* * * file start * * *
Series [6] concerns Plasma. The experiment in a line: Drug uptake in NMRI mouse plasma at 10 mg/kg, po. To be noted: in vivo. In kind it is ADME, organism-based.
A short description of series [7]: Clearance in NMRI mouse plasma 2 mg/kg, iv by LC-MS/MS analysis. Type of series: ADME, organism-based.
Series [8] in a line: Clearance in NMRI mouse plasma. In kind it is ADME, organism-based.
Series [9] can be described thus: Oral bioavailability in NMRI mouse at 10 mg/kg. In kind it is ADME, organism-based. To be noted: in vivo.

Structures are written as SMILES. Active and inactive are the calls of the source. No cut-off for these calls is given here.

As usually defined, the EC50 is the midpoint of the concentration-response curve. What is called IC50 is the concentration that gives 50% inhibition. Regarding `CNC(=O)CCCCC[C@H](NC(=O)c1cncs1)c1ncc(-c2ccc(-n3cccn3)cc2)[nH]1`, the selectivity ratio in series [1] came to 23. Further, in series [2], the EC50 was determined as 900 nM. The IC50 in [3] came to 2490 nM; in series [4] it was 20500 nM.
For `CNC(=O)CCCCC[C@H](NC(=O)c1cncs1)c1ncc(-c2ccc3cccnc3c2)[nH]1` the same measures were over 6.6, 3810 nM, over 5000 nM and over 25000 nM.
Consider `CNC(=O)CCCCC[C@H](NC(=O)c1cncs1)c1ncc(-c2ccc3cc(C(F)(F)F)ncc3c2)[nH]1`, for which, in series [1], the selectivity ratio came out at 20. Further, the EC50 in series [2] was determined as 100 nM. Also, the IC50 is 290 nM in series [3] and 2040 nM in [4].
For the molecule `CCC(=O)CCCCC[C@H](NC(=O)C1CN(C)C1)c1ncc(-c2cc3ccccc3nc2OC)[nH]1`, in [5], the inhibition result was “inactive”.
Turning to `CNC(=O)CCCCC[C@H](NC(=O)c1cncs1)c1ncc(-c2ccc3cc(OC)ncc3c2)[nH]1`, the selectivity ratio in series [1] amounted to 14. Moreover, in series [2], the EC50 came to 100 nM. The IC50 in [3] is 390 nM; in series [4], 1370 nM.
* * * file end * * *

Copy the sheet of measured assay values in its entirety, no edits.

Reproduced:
Series [6] concerns Plasma. The experiment in a line: Drug uptake in NMRI mouse plasma at 10 mg/kg, po. To be noted: in vivo. In kind it is ADME, organism-based.
A short description of series [7]: Clearance in NMRI mouse plasma 2 mg/kg, iv by LC-MS/MS analysis. Type of series: ADME, organism-based.
Series [8] in a line: Clearance in NMRI mouse plasma. In kind it is ADME, organism-based.
Series [9] can be described thus: Oral bioavailability in NMRI mouse at 10 mg/kg. In kind it is ADME, organism-based. To be noted: in vivo.

Structures are written as SMILES. Active and inactive are the calls of the source. No cut-off for these calls is given here.

As usually defined, the EC50 is the midpoint of the concentration-response curve. What is called IC50 is the concentration that gives 50% inhibition. Regarding `CNC(=O)CCCCC[C@H](NC(=O)c1cncs1)c1ncc(-c2ccc(-n3cccn3)cc2)[nH]1`, the selectivity ratio in series [1] came to 23. Further, in series [2], the EC50 was determined as 900 nM. The IC50 in [3] came to 2490 nM; in series [4] it was 20500 nM.
For `CNC(=O)CCCCC[C@H](NC(=O)c1cncs1)c1ncc(-c2ccc3cccnc3c2)[nH]1` the same measures were over 6.6, 3810 nM, over 5000 nM and over 25000 nM.
Consider `CNC(=O)CCCCC[C@H](NC(=O)c1cncs1)c1ncc(-c2ccc3cc(C(F)(F)F)ncc3c2)[nH]1`, for which, in series [1], the selectivity ratio came out at 20. Further, the EC50 in series [2] was determined as 100 nM. Also, the IC50 is 290 nM in series [3] and 2040 nM in [4].
For the molecule `CCC(=O)CCCCC[C@H](NC(=O)C1CN(C)C1)c1ncc(-c2cc3ccccc3nc2OC)[nH]1`, in [5], the inhibition result was “inactive”.
Turning to `CNC(=O)CCCCC[C@H](NC(=O)c1cncs1)c1ncc(-c2ccc3cc(OC)ncc3c2)[nH]1`, the selectivity ratio in series [1] amounted to 14. Moreover, in series [2], the EC50 came to 100 nM. The IC50 in [3] is 390 nM; in series [4], 1370 nM.